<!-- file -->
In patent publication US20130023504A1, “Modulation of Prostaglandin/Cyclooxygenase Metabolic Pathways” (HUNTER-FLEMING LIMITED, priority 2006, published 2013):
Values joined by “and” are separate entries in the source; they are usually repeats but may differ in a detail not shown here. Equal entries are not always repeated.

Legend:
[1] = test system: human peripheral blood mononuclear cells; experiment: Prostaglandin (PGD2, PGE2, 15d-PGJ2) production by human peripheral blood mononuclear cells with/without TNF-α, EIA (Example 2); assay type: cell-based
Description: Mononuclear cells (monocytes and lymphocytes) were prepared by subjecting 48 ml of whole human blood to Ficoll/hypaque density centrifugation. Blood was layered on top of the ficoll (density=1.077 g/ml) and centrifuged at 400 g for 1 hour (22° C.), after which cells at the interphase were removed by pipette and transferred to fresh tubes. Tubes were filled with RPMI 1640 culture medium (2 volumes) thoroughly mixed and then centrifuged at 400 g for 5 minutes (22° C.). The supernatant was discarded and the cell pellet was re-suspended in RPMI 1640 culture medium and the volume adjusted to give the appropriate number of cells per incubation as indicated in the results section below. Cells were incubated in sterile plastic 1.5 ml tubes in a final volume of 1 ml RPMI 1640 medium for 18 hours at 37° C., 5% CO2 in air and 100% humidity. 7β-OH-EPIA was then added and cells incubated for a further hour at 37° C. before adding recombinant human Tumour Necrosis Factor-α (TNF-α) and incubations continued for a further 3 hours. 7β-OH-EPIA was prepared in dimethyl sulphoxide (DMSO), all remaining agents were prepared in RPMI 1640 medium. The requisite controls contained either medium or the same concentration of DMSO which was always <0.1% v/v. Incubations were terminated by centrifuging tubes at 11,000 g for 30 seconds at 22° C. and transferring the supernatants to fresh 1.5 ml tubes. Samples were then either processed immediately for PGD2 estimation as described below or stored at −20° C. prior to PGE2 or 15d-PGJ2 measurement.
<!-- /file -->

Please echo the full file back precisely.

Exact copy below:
In patent publication US20130023504A1, “Modulation of Prostaglandin/Cyclooxygenase Metabolic Pathways” (HUNTER-FLEMING LIMITED, priority 2006, published 2013):
Values joined by “and” are separate entries in the source; they are usually repeats but may differ in a detail not shown here. Equal entries are not always repeated.

Legend:
[1] = test system: human peripheral blood mononuclear cells; experiment: Prostaglandin (PGD2, PGE2, 15d-PGJ2) production by human peripheral blood mononuclear cells with/without TNF-α, EIA (Example 2); assay type: cell-based
Description: Mononuclear cells (monocytes and lymphocytes) were prepared by subjecting 48 ml of whole human blood to Ficoll/hypaque density centrifugation. Blood was layered on top of the ficoll (density=1.077 g/ml) and centrifuged at 400 g for 1 hour (22° C.), after which cells at the interphase were removed by pipette and transferred to fresh tubes. Tubes were filled with RPMI 1640 culture medium (2 volumes) thoroughly mixed and then centrifuged at 400 g for 5 minutes (22° C.). The supernatant was discarded and the cell pellet was re-suspended in RPMI 1640 culture medium and the volume adjusted to give the appropriate number of cells per incubation as indicated in the results section below. Cells were incubated in sterile plastic 1.5 ml tubes in a final volume of 1 ml RPMI 1640 medium for 18 hours at 37° C., 5% CO2 in air and 100% humidity. 7β-OH-EPIA was then added and cells incubated for a further hour at 37° C. before adding recombinant human Tumour Necrosis Factor-α (TNF-α) and incubations continued for a further 3 hours. 7β-OH-EPIA was prepared in dimethyl sulphoxide (DMSO), all remaining agents were prepared in RPMI 1640 medium. The requisite controls contained either medium or the same concentration of DMSO which was always <0.1% v/v. Incubations were terminated by centrifuging tubes at 11,000 g for 30 seconds at 22° C. and transferring the supernatants to fresh 1.5 ml tubes. Samples were then either processed immediately for PGD2 estimation as described below or stored at −20° C. prior to PGE2 or 15d-PGJ2 measurement.